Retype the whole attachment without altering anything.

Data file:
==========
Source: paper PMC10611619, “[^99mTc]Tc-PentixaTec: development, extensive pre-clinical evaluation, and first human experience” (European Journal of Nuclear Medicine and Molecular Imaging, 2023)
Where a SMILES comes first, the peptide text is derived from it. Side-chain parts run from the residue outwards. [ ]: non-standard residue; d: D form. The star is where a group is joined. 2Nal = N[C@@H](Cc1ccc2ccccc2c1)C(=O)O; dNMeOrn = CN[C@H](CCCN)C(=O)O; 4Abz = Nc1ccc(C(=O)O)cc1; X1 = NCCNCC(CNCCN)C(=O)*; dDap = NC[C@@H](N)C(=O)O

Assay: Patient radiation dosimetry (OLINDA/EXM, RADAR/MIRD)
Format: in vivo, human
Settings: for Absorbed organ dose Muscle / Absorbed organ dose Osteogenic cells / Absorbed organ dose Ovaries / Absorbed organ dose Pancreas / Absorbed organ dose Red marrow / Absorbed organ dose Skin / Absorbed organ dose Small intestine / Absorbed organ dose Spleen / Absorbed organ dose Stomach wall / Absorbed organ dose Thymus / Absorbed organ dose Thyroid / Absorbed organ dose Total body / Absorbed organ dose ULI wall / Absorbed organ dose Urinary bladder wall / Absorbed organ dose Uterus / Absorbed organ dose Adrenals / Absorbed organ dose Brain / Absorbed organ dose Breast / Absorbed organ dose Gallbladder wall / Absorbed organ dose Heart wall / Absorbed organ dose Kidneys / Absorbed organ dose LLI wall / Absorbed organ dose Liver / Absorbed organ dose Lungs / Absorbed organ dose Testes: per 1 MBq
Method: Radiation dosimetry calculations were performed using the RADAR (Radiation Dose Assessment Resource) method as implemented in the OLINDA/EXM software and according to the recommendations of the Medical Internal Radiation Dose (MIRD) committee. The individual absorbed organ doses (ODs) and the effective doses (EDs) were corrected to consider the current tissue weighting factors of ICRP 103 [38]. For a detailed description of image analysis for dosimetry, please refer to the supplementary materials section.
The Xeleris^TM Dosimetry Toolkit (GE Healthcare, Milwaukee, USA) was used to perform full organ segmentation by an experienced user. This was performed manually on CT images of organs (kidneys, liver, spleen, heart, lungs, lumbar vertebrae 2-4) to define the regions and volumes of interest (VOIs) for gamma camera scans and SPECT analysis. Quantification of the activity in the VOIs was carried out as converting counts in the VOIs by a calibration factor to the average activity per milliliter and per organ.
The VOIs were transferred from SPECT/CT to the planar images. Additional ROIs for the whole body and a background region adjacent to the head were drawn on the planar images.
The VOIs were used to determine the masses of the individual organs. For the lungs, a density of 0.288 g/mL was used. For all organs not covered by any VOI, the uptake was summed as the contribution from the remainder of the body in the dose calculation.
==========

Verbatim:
Source: paper PMC10611619, “[^99mTc]Tc-PentixaTec: development, extensive pre-clinical evaluation, and first human experience” (European Journal of Nuclear Medicine and Molecular Imaging, 2023)
Where a SMILES comes first, the peptide text is derived from it. Side-chain parts run from the residue outwards. [ ]: non-standard residue; d: D form. The star is where a group is joined. 2Nal = N[C@@H](Cc1ccc2ccccc2c1)C(=O)O; dNMeOrn = CN[C@H](CCCN)C(=O)O; 4Abz = Nc1ccc(C(=O)O)cc1; X1 = NCCNCC(CNCCN)C(=O)*; dDap = NC[C@@H](N)C(=O)O

Assay: Patient radiation dosimetry (OLINDA/EXM, RADAR/MIRD)
Format: in vivo, human
Settings: for Absorbed organ dose Muscle / Absorbed organ dose Osteogenic cells / Absorbed organ dose Ovaries / Absorbed organ dose Pancreas / Absorbed organ dose Red marrow / Absorbed organ dose Skin / Absorbed organ dose Small intestine / Absorbed organ dose Spleen / Absorbed organ dose Stomach wall / Absorbed organ dose Thymus / Absorbed organ dose Thyroid / Absorbed organ dose Total body / Absorbed organ dose ULI wall / Absorbed organ dose Urinary bladder wall / Absorbed organ dose Uterus / Absorbed organ dose Adrenals / Absorbed organ dose Brain / Absorbed organ dose Breast / Absorbed organ dose Gallbladder wall / Absorbed organ dose Heart wall / Absorbed organ dose Kidneys / Absorbed organ dose LLI wall / Absorbed organ dose Liver / Absorbed organ dose Lungs / Absorbed organ dose Testes: per 1 MBq
Method: Radiation dosimetry calculations were performed using the RADAR (Radiation Dose Assessment Resource) method as implemented in the OLINDA/EXM software and according to the recommendations of the Medical Internal Radiation Dose (MIRD) committee. The individual absorbed organ doses (ODs) and the effective doses (EDs) were corrected to consider the current tissue weighting factors of ICRP 103 [38]. For a detailed description of image analysis for dosimetry, please refer to the supplementary materials section.
The Xeleris^TM Dosimetry Toolkit (GE Healthcare, Milwaukee, USA) was used to perform full organ segmentation by an experienced user. This was performed manually on CT images of organs (kidneys, liver, spleen, heart, lungs, lumbar vertebrae 2-4) to define the regions and volumes of interest (VOIs) for gamma camera scans and SPECT analysis. Quantification of the activity in the VOIs was carried out as converting counts in the VOIs by a calibration factor to the average activity per milliliter and per organ.
The VOIs were transferred from SPECT/CT to the planar images. Additional ROIs for the whole body and a background region adjacent to the head were drawn on the planar images.
The VOIs were used to determine the masses of the individual organs. For the lungs, a density of 0.288 g/mL was used. For all organs not covered by any VOI, the uptake was summed as the contribution from the remainder of the body in the dose calculation.